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Scientists struggle to probe COVID’s origins amid sparse data from China8/6/2022
Scientists struggle to probe COVID’s origins amid sparse data from China Scientists are anxious to obtain more data on the earliest days of the pandemic, following three tantalizing reports posted online in the past few weeks1,2,3. Although not yet published in peer-reviewed journals, the preprints provide further evidence supporting the hypothesis that the coronavirus SARS-CoV-2 spread from animals to people who raised, butchered or bought them. But the reports don’t reveal exactly what happened.To get more news about coronavirus in china update, you can visit shine news official website.
The World Health Organization’s (WHO’s) Scientific Advisory Group for the Origins of Novel Pathogens (SAGO) will soon put out a report specifying studies that are urgently needed, says Maria Van Kerkhove, an epidemiologist at the WHO. A principal ask in light of the new preprints is to collect and analyse samples from farmers and wildlife at farms that supplied the Huanan Seafood Wholesale Market in Wuhan — to which many early COVID-19 cases were traced and where coronavirus samples from January 2020 were concentrated — as well as from market vendors. The WHO made these suggestions a year ago, but the studies either haven’t been conducted or haven’t been published. The scientific community has grown frustrated with the wait as the world seeks answers to help prevent future pandemics.
Researchers in the United States, the United Kingdom and Australia who have worked closely with colleagues in China have told Nature that they’re disappointed by the slow release of information from China about COVID-19’s origins. “We are all trying to find out what the bloody hell happened, but we are hamstrung by the data available,” says Edward Holmes, a virologist at the University of Sydney in Australia and a co-author of two of the latest preprints2,3.
Some Chinese scientists say that they, too, would like to see more origin studies, but that the topic is politically sensitive. In March 2020, a directive from the Chinese government — highlighted by the Associated Press — instructed researchers at universities, companies and medical institutions to have all studies on COVID-19 vetted by government research units and then published under the direction of public opinion teams. Those who don’t follow procedures, the document warned, “shall be held accountable”. Investigations of an outbreak’s origins usually take many years to reach a conclusion, if one is ever reached. But the scientific community fears that political barriers are holding this one up — and they’re unsure of the best way to expedite matters. Van Kerkhove says that SAGO will continue to outline the most pertinent studies needed, and to offer help with analyses. Until these happen, she warns that gaps in knowledge will allow damaging and scientifically unsupported theories to flourish. “If we don’t get the information we need,” Van Kerkhove says, “then there’s a space to fill, and people will fill that space with assumptions.”
In a recent example, pundits and officials in the United States and China have linked unsupported allegations about COVID-19’s origins to conspiracy theories about Ukrainian ‘biolabs’, says Yanzhong Huang, a specialist on China and global health at the Council on Foreign Relations in New York City. “All of these accusations poison the water and make an earnest search for answers to the origin of the pandemic even harder.”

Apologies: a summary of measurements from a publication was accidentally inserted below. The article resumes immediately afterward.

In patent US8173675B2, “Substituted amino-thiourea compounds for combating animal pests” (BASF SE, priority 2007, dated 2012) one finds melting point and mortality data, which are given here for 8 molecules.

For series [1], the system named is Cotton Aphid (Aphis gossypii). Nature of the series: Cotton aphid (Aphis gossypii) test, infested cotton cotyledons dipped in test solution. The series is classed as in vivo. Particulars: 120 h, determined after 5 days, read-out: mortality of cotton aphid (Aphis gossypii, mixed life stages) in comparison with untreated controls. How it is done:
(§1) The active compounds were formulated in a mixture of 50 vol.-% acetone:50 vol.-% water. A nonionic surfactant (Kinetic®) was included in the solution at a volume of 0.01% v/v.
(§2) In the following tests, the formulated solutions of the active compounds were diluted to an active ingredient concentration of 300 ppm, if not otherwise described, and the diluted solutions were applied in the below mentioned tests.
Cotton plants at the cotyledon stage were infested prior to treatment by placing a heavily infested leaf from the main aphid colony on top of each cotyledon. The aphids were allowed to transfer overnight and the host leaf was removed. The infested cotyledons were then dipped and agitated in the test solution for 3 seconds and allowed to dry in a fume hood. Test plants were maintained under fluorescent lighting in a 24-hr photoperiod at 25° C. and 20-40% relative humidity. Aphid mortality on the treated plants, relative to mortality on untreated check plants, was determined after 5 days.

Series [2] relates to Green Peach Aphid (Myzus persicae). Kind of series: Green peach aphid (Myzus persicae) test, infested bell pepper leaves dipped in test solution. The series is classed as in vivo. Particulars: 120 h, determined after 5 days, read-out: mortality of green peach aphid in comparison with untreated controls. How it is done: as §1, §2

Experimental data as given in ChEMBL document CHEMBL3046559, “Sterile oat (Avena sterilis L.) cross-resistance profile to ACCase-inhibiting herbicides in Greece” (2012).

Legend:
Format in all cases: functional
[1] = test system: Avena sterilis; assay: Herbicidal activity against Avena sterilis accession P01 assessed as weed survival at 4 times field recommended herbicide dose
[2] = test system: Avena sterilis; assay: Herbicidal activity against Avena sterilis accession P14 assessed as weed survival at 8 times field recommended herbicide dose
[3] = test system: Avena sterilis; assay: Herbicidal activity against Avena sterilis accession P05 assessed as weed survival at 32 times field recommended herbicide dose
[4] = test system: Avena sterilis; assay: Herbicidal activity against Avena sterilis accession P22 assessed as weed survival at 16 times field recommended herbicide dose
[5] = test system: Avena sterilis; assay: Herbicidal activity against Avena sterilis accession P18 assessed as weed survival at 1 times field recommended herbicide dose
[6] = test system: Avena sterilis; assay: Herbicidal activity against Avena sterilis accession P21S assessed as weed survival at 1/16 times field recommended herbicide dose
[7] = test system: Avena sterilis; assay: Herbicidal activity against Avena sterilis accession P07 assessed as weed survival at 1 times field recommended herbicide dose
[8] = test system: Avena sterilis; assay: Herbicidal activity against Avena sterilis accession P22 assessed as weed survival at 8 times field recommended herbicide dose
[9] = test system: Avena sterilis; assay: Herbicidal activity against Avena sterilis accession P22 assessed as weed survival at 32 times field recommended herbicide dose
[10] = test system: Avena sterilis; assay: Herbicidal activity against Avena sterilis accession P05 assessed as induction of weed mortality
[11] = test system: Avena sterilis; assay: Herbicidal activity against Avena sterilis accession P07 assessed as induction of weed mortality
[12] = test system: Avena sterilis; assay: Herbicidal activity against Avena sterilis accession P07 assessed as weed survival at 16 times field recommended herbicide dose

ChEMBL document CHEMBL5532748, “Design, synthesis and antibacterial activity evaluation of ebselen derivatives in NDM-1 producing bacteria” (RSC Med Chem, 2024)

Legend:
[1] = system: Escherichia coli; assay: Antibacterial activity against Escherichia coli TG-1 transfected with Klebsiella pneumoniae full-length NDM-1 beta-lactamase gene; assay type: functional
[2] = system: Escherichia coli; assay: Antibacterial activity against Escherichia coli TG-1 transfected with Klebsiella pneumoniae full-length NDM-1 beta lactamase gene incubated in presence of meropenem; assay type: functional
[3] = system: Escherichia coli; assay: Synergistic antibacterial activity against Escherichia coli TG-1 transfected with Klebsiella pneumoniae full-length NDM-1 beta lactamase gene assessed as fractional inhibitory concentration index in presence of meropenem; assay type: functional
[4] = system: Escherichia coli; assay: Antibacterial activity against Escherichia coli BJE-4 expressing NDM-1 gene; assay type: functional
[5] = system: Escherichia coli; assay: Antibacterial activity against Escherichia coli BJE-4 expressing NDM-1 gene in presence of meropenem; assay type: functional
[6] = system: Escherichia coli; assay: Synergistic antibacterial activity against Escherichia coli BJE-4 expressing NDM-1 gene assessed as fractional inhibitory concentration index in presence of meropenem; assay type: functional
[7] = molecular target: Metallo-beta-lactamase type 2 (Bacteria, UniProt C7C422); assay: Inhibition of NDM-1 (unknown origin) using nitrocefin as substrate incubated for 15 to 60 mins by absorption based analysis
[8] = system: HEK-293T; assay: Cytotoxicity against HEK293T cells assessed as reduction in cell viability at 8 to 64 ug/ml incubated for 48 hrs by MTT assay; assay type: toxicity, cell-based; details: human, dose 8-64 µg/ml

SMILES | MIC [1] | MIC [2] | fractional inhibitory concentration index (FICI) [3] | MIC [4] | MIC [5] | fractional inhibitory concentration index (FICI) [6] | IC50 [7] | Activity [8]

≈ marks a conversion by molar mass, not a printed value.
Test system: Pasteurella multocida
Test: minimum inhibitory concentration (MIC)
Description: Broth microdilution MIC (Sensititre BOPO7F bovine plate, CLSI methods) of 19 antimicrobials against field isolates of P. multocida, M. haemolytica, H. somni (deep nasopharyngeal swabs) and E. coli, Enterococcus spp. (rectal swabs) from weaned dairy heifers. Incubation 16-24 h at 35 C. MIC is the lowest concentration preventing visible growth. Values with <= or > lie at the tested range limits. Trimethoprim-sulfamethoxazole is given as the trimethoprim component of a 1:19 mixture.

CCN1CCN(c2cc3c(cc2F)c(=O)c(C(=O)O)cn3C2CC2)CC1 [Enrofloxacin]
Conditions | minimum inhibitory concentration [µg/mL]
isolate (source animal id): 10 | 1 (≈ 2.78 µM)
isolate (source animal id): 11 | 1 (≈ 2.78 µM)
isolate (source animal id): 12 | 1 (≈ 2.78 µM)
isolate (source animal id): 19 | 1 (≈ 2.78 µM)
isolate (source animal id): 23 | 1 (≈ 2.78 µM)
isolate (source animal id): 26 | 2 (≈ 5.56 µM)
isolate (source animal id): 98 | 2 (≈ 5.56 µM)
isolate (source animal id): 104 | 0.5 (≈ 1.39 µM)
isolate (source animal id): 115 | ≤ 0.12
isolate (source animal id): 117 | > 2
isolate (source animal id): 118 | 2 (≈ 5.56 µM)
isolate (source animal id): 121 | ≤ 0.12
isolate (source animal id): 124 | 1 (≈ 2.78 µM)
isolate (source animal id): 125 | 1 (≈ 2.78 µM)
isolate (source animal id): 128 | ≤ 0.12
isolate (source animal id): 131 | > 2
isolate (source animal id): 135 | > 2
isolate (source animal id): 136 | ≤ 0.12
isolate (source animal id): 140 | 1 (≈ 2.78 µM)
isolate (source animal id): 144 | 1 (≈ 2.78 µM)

Chinese authorities closed the Huanan market on 1 January 2020, after physicians in China reported that many of the people they were treating for a mysterious form of pneumonia had worked there or visited it soon before falling ill. Researchers in China leapt to investigate. On 22 January 2020, the Chinese Center for Disease Control and Prevention (CDC) reported that 33 of 585 swabs taken from around the market tested positive for SARS-CoV-2, and that these samples were concentrated in two aisles of stalls where wild animals were sold. “It is highly suspected that the current epidemic is related to the trade of wild animals,” the report said.
Investigators also collected samples from stray cats, mice and slabs of frozen and refrigerated seafood and meat, all of which tested negative for the virus. They continued to collect specimens for the next couple of months, but none seem to have been from wildlife sold at the Huanan market, or from farms that reared wildlife to be sold there for food, medicine or fur.
When an international team of researchers assembled by the WHO and the Chinese government set out to study the pandemic’s origins in China in late January 2021, they asked about wildlife farms supplying Wuhan’s markets. Chinese researchers handed the team a list of farms that included several in southern China. This is a region where a close relative of SARS-CoV-2 has been found in bats4, notes Peter Daszak, one of the researchers on the team and president of EcoHealth Alliance, a scientific organization in New York City that has collaborated on coronavirus research with the Wuhan Institute of Virology. But the team didn’t visit the farms, and Daszak was told that they hadn’t been studied because the farms were shuttered following a ban on the consumption of wild animals in February 2020.
What’s more, he says, when the team drafted a report on its investigation, some Chinese researchers and officials with China’s foreign ministry wanted to change parts of it that discussed the sale of wild animals at the Huanan market. “We went into a room at 9:30 a.m. to talk about their changes — the rule was that any unpublished evidence had to be agreed upon,” he says. “We were there until 4:30 a.m., arguing for almost 24 hours. Some people were sleeping, some had gone home.”
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